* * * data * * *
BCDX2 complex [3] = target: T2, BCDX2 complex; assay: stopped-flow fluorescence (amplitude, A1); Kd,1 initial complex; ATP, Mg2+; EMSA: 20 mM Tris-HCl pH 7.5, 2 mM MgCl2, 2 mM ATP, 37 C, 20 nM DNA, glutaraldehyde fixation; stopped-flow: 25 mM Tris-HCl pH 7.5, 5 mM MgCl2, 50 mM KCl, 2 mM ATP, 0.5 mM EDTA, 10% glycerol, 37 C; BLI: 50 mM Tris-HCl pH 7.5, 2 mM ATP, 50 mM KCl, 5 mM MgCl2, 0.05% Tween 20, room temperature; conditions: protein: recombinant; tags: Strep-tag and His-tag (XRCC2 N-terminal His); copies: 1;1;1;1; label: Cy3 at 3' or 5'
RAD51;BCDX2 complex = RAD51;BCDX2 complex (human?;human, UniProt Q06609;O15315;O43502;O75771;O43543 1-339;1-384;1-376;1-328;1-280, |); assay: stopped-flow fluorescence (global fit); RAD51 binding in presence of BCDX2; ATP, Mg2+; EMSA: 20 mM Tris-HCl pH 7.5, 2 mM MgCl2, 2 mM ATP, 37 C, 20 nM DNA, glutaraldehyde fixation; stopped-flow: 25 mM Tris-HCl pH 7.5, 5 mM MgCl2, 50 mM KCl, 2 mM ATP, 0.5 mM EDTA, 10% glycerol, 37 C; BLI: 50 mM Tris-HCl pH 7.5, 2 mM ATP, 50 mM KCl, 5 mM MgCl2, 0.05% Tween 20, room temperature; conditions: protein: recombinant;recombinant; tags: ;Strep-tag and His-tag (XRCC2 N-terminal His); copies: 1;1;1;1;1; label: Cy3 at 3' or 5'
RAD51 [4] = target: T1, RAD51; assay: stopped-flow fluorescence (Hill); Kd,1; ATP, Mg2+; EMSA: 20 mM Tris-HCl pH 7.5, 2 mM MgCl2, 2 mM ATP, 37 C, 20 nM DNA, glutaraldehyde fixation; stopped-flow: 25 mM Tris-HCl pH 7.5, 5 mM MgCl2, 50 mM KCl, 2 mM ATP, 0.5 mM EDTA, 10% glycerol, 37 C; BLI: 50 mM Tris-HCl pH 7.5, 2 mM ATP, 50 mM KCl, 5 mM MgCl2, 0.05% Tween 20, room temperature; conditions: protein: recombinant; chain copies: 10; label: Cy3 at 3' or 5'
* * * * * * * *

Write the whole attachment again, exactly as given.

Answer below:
BCDX2 complex [3] = target: T2, BCDX2 complex; assay: stopped-flow fluorescence (amplitude, A1); Kd,1 initial complex; ATP, Mg2+; EMSA: 20 mM Tris-HCl pH 7.5, 2 mM MgCl2, 2 mM ATP, 37 C, 20 nM DNA, glutaraldehyde fixation; stopped-flow: 25 mM Tris-HCl pH 7.5, 5 mM MgCl2, 50 mM KCl, 2 mM ATP, 0.5 mM EDTA, 10% glycerol, 37 C; BLI: 50 mM Tris-HCl pH 7.5, 2 mM ATP, 50 mM KCl, 5 mM MgCl2, 0.05% Tween 20, room temperature; conditions: protein: recombinant; tags: Strep-tag and His-tag (XRCC2 N-terminal His); copies: 1;1;1;1; label: Cy3 at 3' or 5'
RAD51;BCDX2 complex = RAD51;BCDX2 complex (human?;human, UniProt Q06609;O15315;O43502;O75771;O43543 1-339;1-384;1-376;1-328;1-280, |); assay: stopped-flow fluorescence (global fit); RAD51 binding in presence of BCDX2; ATP, Mg2+; EMSA: 20 mM Tris-HCl pH 7.5, 2 mM MgCl2, 2 mM ATP, 37 C, 20 nM DNA, glutaraldehyde fixation; stopped-flow: 25 mM Tris-HCl pH 7.5, 5 mM MgCl2, 50 mM KCl, 2 mM ATP, 0.5 mM EDTA, 10% glycerol, 37 C; BLI: 50 mM Tris-HCl pH 7.5, 2 mM ATP, 50 mM KCl, 5 mM MgCl2, 0.05% Tween 20, room temperature; conditions: protein: recombinant;recombinant; tags: ;Strep-tag and His-tag (XRCC2 N-terminal His); copies: 1;1;1;1;1; label: Cy3 at 3' or 5'
RAD51 [4] = target: T1, RAD51; assay: stopped-flow fluorescence (Hill); Kd,1; ATP, Mg2+; EMSA: 20 mM Tris-HCl pH 7.5, 2 mM MgCl2, 2 mM ATP, 37 C, 20 nM DNA, glutaraldehyde fixation; stopped-flow: 25 mM Tris-HCl pH 7.5, 5 mM MgCl2, 50 mM KCl, 2 mM ATP, 0.5 mM EDTA, 10% glycerol, 37 C; BLI: 50 mM Tris-HCl pH 7.5, 2 mM ATP, 50 mM KCl, 5 mM MgCl2, 0.05% Tween 20, room temperature; conditions: protein: recombinant; chain copies: 10; label: Cy3 at 3' or 5'